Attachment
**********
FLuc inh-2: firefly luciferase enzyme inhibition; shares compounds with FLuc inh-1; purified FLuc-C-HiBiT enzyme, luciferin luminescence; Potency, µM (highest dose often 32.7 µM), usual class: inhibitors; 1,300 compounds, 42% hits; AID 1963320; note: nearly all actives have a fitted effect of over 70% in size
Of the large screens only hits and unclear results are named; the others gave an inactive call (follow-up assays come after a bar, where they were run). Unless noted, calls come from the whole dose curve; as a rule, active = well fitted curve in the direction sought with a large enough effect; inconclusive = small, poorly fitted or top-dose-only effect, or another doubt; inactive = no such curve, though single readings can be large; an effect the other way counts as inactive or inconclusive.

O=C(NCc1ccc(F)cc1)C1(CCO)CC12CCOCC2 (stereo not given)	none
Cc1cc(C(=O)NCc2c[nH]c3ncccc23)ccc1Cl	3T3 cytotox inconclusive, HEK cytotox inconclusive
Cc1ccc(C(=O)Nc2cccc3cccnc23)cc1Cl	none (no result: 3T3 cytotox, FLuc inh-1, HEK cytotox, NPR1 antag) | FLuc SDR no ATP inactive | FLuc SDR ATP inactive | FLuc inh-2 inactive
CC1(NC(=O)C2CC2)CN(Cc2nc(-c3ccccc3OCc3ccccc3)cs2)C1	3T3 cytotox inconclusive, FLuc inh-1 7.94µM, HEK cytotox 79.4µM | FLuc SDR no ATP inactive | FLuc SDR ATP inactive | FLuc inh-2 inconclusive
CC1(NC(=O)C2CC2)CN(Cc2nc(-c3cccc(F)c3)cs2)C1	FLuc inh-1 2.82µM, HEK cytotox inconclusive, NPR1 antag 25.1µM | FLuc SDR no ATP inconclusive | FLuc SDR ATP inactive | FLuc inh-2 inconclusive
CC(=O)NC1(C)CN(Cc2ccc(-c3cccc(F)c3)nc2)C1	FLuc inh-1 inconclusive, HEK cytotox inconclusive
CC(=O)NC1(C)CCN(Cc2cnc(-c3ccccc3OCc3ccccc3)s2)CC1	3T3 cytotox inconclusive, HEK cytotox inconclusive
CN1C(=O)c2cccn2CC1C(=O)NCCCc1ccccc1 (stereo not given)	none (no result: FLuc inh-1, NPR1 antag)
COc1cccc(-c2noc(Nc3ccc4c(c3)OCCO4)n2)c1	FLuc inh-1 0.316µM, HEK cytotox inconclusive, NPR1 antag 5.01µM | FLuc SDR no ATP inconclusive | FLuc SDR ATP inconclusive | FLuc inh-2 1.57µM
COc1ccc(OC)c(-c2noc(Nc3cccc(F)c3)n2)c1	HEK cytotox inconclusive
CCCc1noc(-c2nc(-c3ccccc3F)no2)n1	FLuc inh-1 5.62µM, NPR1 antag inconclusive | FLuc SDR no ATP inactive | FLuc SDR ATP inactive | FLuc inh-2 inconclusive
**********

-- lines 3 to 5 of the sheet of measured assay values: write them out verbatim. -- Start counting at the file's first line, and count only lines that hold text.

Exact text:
O=C(NCc1ccc(F)cc1)C1(CCO)CC12CCOCC2 (stereo not given)	none
Cc1cc(C(=O)NCc2c[nH]c3ncccc23)ccc1Cl	3T3 cytotox inconclusive, HEK cytotox inconclusive
Cc1ccc(C(=O)Nc2cccc3cccnc23)cc1Cl	none (no result: 3T3 cytotox, FLuc inh-1, HEK cytotox, NPR1 antag) | FLuc SDR no ATP inactive | FLuc SDR ATP inactive | FLuc inh-2 inactive